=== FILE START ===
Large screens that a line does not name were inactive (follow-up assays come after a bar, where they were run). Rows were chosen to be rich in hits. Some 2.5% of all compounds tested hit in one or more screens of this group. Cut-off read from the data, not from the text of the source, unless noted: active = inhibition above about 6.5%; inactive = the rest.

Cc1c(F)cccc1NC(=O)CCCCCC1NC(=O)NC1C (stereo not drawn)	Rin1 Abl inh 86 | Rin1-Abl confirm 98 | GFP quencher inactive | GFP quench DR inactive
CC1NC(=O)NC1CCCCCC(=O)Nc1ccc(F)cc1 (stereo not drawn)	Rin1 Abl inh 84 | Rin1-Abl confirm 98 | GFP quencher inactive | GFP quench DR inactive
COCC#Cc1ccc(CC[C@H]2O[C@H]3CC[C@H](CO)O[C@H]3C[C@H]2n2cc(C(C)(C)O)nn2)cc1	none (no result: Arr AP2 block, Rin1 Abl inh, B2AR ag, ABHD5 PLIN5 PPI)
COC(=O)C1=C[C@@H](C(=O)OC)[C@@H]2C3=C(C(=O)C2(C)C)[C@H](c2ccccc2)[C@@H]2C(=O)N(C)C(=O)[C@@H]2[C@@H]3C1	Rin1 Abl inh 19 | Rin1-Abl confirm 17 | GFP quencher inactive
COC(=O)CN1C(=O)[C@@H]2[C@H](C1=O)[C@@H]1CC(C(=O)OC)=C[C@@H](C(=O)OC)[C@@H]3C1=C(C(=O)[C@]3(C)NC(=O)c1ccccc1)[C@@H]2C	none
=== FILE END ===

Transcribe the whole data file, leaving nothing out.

Large screens that a line does not name were inactive (follow-up assays come after a bar, where they were run). Rows were chosen to be rich in hits. Some 2.5% of all compounds tested hit in one or more screens of this group. Cut-off read from the data, not from the text of the source, unless noted: active = inhibition above about 6.5%; inactive = the rest.

Cc1c(F)cccc1NC(=O)CCCCCC1NC(=O)NC1C (stereo not drawn)	Rin1 Abl inh 86 | Rin1-Abl confirm 98 | GFP quencher inactive | GFP quench DR inactive
CC1NC(=O)NC1CCCCCC(=O)Nc1ccc(F)cc1 (stereo not drawn)	Rin1 Abl inh 84 | Rin1-Abl confirm 98 | GFP quencher inactive | GFP quench DR inactive
COCC#Cc1ccc(CC[C@H]2O[C@H]3CC[C@H](CO)O[C@H]3C[C@H]2n2cc(C(C)(C)O)nn2)cc1	none (no result: Arr AP2 block, Rin1 Abl inh, B2AR ag, ABHD5 PLIN5 PPI)
COC(=O)C1=C[C@@H](C(=O)OC)[C@@H]2C3=C(C(=O)C2(C)C)[C@H](c2ccccc2)[C@@H]2C(=O)N(C)C(=O)[C@@H]2[C@@H]3C1	Rin1 Abl inh 19 | Rin1-Abl confirm 17 | GFP quencher inactive
COC(=O)CN1C(=O)[C@@H]2[C@H](C1=O)[C@@H]1CC(C(=O)OC)=C[C@@H](C(=O)OC)[C@@H]3C1=C(C(=O)[C@]3(C)NC(=O)c1ccccc1)[C@@H]2C	none